Opportunities for improving current statewide urban water use reporting


Currently, California collects utility-level water use metrics through three channels: the State Water Resources Control Board (SWRCB) conservation reporting, Department of Water Resources (DWR) Urban Water Management Plans, and SWRCB Drinking Water Program public water system statistics (PWSS).  

These sources provide similar but distinct water use data online over overlapping dates.  Starting in 2013, SWRCB has reported monthly averages online while also tracking mandatory water reductions and enforcement. DWR has annual usage data from 2010 available online in excel format but is updated only once every five years. Lastly, the public water system data available online has tracked annual use (2011-2013) and monthly use (2013-2014) updated on an annual basis. 

Because each state agency collects data differently, the end result is a compilation of usage information of varying metrics, scales, and without context. The absence  of standardization and an inconsistent reporting structure significantly hinders and delays attempts to perform rapid and accurate analyses to compare current water use patterns within and across agencies and to project future trends and program effectiveness.

Current Statewide Urban Water Use Data World

Local factors such as evapotranspiration, irrigable area, and demographic characteristics need to be integrated with existing usage data to enable “apples to apples” comparisons of urban water use.  The California Data Collaborative has worked to supplement existing statewide urban water use reporting with that key context through novel data integration (evapotranspiration, population) and partnering with remote sensing experts (irrigable area).

Adding in key context


The current monthly and annual total production and average water use statistics collected by the state obscure the substantial variation within urban water retailers whose populations vary from a few thousand to over four million, sit in vastly different microclimates and have widely different land use characteristics. This wide variation prevents meaningful comparisons across agencies. This data fails to capture temporal and intra-agency variations. Together these key contextual variables allow for meaningful benchmarking of water use at an aggregate level.  For example, utilities often have rebate programs, conservation outreach and rate shifts ongoing simultaneously. With only total or average water use data available, it makes analyzing what has worked to achieve water efficiency challenging, if not impossible, at a statewide level.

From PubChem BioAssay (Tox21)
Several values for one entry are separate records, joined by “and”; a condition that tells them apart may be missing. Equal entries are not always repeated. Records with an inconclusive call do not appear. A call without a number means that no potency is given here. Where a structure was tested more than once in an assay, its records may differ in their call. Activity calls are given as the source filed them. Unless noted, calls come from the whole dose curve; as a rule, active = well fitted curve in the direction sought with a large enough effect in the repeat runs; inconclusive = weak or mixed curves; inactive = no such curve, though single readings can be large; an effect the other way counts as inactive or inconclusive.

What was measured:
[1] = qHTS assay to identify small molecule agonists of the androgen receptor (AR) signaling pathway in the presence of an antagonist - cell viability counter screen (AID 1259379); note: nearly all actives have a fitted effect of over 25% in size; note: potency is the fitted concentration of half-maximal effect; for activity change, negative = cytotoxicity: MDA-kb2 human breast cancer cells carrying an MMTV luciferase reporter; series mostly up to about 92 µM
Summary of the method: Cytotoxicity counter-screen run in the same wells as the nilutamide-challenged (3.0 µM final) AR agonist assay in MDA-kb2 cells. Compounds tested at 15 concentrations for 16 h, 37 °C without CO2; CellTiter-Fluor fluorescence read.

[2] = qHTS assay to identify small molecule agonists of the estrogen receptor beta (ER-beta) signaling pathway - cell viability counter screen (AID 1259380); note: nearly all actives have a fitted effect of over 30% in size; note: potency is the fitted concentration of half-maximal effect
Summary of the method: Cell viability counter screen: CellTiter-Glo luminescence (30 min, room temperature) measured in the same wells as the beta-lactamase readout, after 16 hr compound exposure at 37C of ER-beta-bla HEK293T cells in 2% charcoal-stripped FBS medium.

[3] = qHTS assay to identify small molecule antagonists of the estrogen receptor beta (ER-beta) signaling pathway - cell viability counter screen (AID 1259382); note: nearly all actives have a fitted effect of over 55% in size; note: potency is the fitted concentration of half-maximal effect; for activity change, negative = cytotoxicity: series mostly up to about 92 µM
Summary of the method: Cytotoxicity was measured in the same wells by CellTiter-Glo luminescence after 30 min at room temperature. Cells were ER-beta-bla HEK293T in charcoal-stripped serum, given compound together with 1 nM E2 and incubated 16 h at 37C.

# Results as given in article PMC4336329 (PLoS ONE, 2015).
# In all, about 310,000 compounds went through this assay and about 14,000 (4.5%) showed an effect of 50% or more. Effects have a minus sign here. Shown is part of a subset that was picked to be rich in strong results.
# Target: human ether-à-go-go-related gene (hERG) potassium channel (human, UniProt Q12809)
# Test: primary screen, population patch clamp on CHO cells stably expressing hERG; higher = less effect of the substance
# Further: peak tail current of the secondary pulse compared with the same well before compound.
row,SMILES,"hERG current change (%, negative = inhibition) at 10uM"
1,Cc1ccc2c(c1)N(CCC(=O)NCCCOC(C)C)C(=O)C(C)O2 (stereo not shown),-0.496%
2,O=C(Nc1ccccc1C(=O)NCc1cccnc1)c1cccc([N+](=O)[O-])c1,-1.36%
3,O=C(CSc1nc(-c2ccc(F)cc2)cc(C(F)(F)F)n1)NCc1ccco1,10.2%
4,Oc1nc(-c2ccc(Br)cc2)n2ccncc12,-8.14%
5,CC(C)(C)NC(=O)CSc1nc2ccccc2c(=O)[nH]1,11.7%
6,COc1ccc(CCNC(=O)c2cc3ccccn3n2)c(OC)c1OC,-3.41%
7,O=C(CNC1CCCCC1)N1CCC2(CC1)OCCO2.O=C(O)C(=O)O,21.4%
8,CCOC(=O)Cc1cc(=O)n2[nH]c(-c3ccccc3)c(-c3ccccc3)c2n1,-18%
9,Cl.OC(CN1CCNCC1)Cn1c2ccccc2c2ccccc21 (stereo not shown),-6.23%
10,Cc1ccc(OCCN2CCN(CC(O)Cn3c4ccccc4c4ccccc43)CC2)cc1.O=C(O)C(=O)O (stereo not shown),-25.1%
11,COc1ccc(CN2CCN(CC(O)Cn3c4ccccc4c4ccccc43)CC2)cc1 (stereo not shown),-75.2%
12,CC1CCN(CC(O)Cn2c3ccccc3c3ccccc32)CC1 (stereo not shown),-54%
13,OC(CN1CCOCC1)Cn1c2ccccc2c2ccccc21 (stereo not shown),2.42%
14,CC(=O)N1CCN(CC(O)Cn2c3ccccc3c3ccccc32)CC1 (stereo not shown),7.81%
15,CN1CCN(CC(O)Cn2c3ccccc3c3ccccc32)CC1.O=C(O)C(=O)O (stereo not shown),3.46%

A coalition of local water utility managers have come together to test the value of integrating and standardizing customer use data.   By providing their daily metered water use data along with the key contextual information described above (ET, irrigable area, population) to the Strategic California Urban Water Use Analytics (SCUBA) data warehouse.  The increased knowledge from the Data Collaborative analytics is intended to provide utilities with a radically more rapid view of program effectiveness, cost per program and how to better reach and respond to customer water use behaviors.  In addition, statewide data integration and standardization will allow for comparative analyses of customer usage changes attributed to water conservation initiatives such as turf rebates and public outreach as well as projections of future patterns.

This new SCUBA data warehouse will help routinize best in class econometric evaluations such as measuring the impact of service area specific rates on their unique customer water demand.  These measurements will support water managers in implementing rate structures that have both a conservation price signal and ensure revenue stability with less water sales.   That underlying data infrastructure has broader uses in providing analytics to water utility managers better, faster, and cheaper to power targeted marketing, program evaluation and demand forecasting.  We’ll elaborate those in the upcoming posts, but the underlying value of measuring demand management actions at the customer level is simple. California needs prudent water management to navigate an uncertain future, and, as Peter Drucker’s famous quote suggests, “you can’t manage what you can’t measure."

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